Sweden: For aurora encounters in Sweden, set your sights on Abisko National Park. It’s set in Swedish Lapland, a remote and rural region in northern Sweden that’s home to pristine forests, marshes, mountains, rivers, and archipelagos. Travelers can take an overnight train from Stockholm to Luleå or Kiruna, or hop a roughly 90-minute flight from the capital city.
Finland: Like Sweden, Finland’s own Lapland region is the best place for northern lights viewing in the country. From Helsinki, flights to various airports in Finnish Lapland typically take around three or four hours.
If you want to see the northern lights on one of our tours to Russia, adding an independent pre- or post-tour stay to our Poland & the Baltics Adventure Tour could be just the ticket. In addition to exploring sophisticated cities like St. Petersburg and Moscow, you can head out into Russia’s more remote reaches for a stellar light show. After all, much of northern Russia lies within the Arctic Circle. Top spots for aurora borealis sightings include Murmansk (it’s set in extreme northwestern Russia, near Finland) and the Arkhangelsk region, in the heart of northern Russia.
Tools that track and forecast the northern lights
Just like regular weather, northern lights activity and visibility can be predicted and tracked to an impressive degree. Several mobile apps, websites, and other resources can help increase your chances of a spectacular sighting. Here are a few to try out:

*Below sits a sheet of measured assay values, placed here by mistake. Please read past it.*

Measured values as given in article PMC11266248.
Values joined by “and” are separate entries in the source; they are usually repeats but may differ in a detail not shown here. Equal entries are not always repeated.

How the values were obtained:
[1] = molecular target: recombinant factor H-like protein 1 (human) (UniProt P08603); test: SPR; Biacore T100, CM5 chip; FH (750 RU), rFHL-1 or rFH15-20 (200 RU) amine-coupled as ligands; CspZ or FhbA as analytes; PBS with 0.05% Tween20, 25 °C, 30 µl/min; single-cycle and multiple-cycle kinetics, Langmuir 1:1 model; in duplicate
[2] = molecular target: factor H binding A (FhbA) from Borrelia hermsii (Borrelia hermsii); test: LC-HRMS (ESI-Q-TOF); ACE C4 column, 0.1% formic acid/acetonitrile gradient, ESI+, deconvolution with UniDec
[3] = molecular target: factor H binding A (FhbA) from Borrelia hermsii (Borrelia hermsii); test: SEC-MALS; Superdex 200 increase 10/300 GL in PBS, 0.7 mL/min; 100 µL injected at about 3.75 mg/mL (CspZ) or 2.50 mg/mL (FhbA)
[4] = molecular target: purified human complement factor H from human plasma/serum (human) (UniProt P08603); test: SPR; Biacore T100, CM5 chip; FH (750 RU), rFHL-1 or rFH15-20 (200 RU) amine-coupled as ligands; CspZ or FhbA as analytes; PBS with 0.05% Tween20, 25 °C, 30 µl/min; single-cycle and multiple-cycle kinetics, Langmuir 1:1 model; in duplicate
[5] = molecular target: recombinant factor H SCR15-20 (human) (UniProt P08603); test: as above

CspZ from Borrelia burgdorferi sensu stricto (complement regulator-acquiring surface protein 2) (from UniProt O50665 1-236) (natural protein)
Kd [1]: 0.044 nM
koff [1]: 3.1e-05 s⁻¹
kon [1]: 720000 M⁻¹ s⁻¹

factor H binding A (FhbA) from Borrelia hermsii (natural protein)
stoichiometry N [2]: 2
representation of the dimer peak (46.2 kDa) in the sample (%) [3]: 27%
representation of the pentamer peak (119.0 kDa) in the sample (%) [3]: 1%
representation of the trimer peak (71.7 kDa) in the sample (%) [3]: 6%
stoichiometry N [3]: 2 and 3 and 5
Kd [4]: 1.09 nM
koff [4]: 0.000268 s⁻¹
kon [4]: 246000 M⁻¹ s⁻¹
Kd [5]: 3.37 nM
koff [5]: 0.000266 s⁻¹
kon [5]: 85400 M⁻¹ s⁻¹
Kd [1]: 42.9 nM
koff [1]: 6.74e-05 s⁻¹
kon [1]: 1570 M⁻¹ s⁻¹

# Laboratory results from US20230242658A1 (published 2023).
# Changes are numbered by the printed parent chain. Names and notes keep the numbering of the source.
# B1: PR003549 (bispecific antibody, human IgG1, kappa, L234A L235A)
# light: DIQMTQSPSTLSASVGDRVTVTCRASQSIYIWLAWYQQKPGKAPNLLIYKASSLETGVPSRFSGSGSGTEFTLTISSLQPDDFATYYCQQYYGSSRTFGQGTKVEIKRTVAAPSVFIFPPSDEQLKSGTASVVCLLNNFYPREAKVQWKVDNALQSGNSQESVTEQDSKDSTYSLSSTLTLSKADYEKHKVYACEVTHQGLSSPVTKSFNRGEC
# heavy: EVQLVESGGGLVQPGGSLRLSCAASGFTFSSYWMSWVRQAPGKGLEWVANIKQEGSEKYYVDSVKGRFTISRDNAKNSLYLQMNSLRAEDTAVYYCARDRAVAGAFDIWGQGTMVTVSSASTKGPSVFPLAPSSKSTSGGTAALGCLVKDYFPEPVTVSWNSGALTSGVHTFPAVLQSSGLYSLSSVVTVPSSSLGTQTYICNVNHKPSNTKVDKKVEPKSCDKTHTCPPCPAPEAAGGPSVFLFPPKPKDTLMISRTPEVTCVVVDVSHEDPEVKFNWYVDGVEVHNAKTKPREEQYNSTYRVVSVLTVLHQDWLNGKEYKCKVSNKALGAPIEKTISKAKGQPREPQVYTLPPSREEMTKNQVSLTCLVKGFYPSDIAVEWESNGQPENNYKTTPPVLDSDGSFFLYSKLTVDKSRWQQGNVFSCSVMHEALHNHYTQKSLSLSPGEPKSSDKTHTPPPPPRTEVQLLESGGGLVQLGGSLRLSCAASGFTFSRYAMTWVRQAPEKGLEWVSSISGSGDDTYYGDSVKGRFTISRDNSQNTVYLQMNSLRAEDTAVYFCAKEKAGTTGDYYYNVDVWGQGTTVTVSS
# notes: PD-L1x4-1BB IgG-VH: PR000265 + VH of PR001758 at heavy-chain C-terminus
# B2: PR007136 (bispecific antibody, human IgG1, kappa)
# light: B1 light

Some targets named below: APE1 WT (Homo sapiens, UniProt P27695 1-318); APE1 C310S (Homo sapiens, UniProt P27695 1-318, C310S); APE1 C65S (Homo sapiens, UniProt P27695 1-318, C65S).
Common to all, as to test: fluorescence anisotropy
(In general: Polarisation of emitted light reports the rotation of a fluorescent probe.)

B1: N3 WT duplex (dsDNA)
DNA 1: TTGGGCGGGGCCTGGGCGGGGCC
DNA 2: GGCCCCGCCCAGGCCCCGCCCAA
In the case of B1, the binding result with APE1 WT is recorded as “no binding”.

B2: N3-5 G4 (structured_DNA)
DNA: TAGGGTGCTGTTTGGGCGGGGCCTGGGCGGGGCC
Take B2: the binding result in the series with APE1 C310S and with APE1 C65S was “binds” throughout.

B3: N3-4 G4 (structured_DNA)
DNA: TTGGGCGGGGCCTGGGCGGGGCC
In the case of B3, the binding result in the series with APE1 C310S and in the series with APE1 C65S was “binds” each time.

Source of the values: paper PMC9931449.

What’s the benefit of searching for the northern lights on a guided tour?
For all their spectacular mystery and beauty, the northern lights can be fickle. If you’re a first-timer, figuring out the best place, time, and conditions for a sighting can feel especially overwhelming. Going on a guided tour takes the guesswork out of the experience, as traveler Ruth discovered on our Iceland: Reykjavik & the Northern Lights tour.
“My goal was to see the northern lights. We did!” she said. “Our tour guide amazed me by layering up and standing outside in the wind and cold. She came back onto the bus to tell us the light show was on and visible.”
Are you guaranteed to see the northern lights if you time your trip just right?
Unfortunately, no. Although our expert guides know the best places and times to hunt for the northern lights, ultimately, whether you get to see the lights is up to Mother Nature. (Fingers crossed!)
What to expect when you see the northern lights
The northern lights most commonly appear between 5pm and 2am. Seeing them might mean staying up late and practicing lots of patience. Displays can last anywhere from a few minutes to a few hours, and they can range from extremely faint to full-on vibrant. If you’re traveling with a seasoned photographer, stay close by; the aurora’s jewel tones are often brighter and easier to see on a camera’s LCD screen.
Most importantly: Whatever display you’re treated to, sit back and enjoy the spectacular show!